As African immigrants work relentlessly to pass down their culture to their children in the Diaspora, they recognize the existence of a significant clash between their home culture and the new one. The seemingly significant difference seems to frustrate many sometimes. In any case, the American culture and law, favorable to women as many may claim, seem to paralyze the African males, particularly the Nigerian men, to the degree of total submission and hopelessness. Indeed, it’s clash of cultures many men and women are unprepared to deal with.
Unlike in Africa where a man could resolve a marital problem by simply marrying another woman without getting a divorce from the current one, the American law prohibits such action. In the U.S., bigamy is against the law – well, except in some parts of Utah where some members of a religious sect roam with more than one wife. Nevertheless, the bigamy law seems to be a chokehold on African men whose pride and arrogance have been checkmated by the American law and culture.
Some African men feel frustrated and hopeless contending with the aspect of the American culture that deprives them the opportunity to have more than one wife in their adopted home country.
The two seminal variables, law and culture, are more profound when an African man is going through marital problems or divorce from a wife he either brought from home or met here. It’s pertinent to note that divorce and legal separations are now widespread among Africans, especially among Nigerians, in America.
Divorce has become a common means to end marital problems—it is becoming a new normal, producing an increasing number of a particular demography.
However, in some cases, the problems never seem to go away long after the divorce is finalized. In most cases, many of these African divorces in the Diaspora are unfortunately messy and destructive to children. The recurring sad stories of African men going through a divorce from their native wives are replete with comments such as: “American law favors these women”, “This could not happen in Africa (Nigeria).” “America gives these ladies too much freedom, too many rights.” “She wants to get all the money she can.” “She’s only after child support.” “She even wants spousal support.” “She wants to dictate what will happen.” The list goes on, at least, from the perspective of the men.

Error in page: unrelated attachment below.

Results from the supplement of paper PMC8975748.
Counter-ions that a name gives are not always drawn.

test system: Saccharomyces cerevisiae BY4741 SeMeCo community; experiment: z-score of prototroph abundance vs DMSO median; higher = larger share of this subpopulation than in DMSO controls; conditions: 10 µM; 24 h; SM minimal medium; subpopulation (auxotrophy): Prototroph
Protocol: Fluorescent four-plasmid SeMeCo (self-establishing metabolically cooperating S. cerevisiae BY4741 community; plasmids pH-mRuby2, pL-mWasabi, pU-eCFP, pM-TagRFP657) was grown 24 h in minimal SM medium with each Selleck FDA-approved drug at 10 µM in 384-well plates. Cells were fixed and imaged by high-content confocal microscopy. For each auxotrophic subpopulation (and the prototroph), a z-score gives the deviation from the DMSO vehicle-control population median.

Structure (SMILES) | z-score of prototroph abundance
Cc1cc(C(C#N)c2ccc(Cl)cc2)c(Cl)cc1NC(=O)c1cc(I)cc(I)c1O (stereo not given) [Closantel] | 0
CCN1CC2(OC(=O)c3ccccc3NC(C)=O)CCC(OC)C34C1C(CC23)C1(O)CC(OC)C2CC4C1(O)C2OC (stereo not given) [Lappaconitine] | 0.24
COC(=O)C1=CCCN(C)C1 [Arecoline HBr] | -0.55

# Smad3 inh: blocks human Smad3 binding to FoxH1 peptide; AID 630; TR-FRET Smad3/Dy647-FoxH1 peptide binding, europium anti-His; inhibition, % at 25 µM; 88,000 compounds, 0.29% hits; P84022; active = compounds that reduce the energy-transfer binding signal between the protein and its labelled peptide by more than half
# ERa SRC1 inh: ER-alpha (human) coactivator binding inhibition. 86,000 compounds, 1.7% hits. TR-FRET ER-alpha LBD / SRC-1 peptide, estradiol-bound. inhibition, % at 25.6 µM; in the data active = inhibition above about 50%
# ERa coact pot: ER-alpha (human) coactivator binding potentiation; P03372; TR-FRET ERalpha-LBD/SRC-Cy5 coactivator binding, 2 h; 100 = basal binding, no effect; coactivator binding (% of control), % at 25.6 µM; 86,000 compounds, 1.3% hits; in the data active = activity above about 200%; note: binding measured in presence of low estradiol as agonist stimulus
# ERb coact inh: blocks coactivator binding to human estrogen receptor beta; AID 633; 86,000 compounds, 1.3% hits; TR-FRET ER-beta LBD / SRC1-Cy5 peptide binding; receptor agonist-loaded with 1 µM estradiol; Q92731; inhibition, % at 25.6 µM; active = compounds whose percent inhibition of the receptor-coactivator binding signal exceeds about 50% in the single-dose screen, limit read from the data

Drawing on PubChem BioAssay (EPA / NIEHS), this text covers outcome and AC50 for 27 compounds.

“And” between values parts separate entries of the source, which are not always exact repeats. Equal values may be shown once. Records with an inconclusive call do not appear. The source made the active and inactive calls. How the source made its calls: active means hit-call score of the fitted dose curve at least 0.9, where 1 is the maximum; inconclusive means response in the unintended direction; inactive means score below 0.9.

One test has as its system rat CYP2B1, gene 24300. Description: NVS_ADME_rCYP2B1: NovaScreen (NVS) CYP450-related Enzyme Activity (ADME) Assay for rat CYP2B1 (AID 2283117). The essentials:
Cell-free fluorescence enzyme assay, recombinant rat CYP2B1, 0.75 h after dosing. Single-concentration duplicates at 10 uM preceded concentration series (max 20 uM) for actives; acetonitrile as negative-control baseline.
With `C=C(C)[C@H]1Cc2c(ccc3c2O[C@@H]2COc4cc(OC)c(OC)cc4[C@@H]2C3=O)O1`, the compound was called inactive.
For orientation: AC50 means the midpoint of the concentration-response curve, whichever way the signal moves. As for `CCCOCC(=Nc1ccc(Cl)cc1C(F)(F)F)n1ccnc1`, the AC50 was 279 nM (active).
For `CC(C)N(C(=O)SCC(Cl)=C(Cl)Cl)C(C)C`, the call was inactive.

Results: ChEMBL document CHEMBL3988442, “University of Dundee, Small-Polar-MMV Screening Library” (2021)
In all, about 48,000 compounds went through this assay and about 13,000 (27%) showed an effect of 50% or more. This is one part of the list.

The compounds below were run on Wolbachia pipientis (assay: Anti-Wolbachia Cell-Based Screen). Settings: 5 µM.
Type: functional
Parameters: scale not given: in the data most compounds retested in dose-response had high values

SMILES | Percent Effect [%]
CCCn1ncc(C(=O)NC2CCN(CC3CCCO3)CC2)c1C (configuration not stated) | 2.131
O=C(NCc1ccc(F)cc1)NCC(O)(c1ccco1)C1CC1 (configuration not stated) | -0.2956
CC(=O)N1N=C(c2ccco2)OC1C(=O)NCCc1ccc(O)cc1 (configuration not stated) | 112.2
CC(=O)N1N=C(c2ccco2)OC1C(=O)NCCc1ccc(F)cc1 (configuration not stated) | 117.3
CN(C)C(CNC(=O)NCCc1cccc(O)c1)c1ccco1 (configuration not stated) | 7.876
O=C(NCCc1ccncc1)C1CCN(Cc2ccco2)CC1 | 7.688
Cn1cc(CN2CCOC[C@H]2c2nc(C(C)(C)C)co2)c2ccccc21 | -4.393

On the other hand, the women often say: “This is America; this is not Nigeria”, “I can do without you”, “I’ve the freedom to do what I want.” Oftentimes, the ladies will say: “I can’t continue to be the only one carrying the family.” However, lately the tide is slowly turning. African men are increasingly gaining custody of their children after divorce.
In all these, I’m most struck with this comment by women who have conjugal problems with her husbands: “I’m no longer in love with him.” That typifies many Nigerian marriages; even those living under the same roof are devoid of love. The phenomenon indicates that in the face of buoyancy, many marriages seem to harbor a violent temper simmering beneath the surface. So many people have been able to cover their marital problems from the Nigerian community. Some of these people put on a show to temporarily cover up their domestic rage from outsiders.
Though the discussion on the factors that give rise to African divorces in the Diaspora is not within the purview of this article, the causes, however, could have been reluctantly accepted by the women in Africa, to remain in the marriage. It would have been culturally pilloried for them to leave their marriages. Culturally speaking, it’s a taboo for women to abandon their marriages—the culture is also changing in Nigeria, where I’ve read incidences of divorce. In any case, divorce seems to be rare in Africa for two reasons: culture frowns at it and the culture allows polygamy.